Whereas the Navalny case was a vivid instance of Russian brutality — his F.S.B. attackers stalked him as he traveled throughout Europe and apparently utilized the nerve agent to his underwear — the Biden administration sees SolarWinds as a extra direct assault on america. Jake Sullivan, the nationwide safety adviser, mentioned the response “won’t merely be sanctions” and hinted at some sort of covert response as effectively.

However within the Navalny case, solely sanctions had been introduced — and so they may need little impact. Historical past means that sanctions work higher, if in any respect, on smaller, much less highly effective nations, after which solely over time. They’re usually used to sign disapproval with out a lot expectation of modified conduct.

As Carl Bildt, the previous prime minister and international minister of Sweden, mentioned: “Sanctions have turn into highly regarded in Congress, and so they’re changing into common with the E.U., too. In case you don’t have some other devices, sanctions are highly regarded.”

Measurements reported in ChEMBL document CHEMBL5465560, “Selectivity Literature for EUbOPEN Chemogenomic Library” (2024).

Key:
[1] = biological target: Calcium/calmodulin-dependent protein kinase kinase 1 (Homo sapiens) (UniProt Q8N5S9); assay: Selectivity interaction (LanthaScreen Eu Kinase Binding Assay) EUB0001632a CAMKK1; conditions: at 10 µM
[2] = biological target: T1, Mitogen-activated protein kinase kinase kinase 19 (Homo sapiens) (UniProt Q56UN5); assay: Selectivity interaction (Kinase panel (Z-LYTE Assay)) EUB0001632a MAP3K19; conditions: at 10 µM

In 2018, the Trump administration announced sanctions against Russia for using a nerve agent in opposition to Sergei Skripal, a former Russian double agent residing in Britain, and his daughter, Yulia, and expelled dozens of Russian diplomats. However that proved little deterrent to the F.S.B. utilizing the identical method in opposition to Mr. Navalny and Vladimir Kara-Murza, a Russian dissident who was poisoned, in 2015 and 2017, and almost died each instances.

A senior American official mentioned that the motion introduced on Tuesday was in some ways catching as much as designations that the Europeans had already made. The official mentioned the principle effort was to guarantee that america and Europe had been “on the identical web page” after a number of months through which European sanctions went past any imposed by Washington.

The European Union on Monday accredited sanctions on 4 senior Russian officers thought of chargeable for the prosecution and imprisonment of Mr. Navalny.

The choice, accredited by the member states, went into impact on Tuesday and represents the primary time the European Union has used new powers beneath its model of the Magnitsky Act, which permits Brussels to impose sanctions on human rights violators worldwide.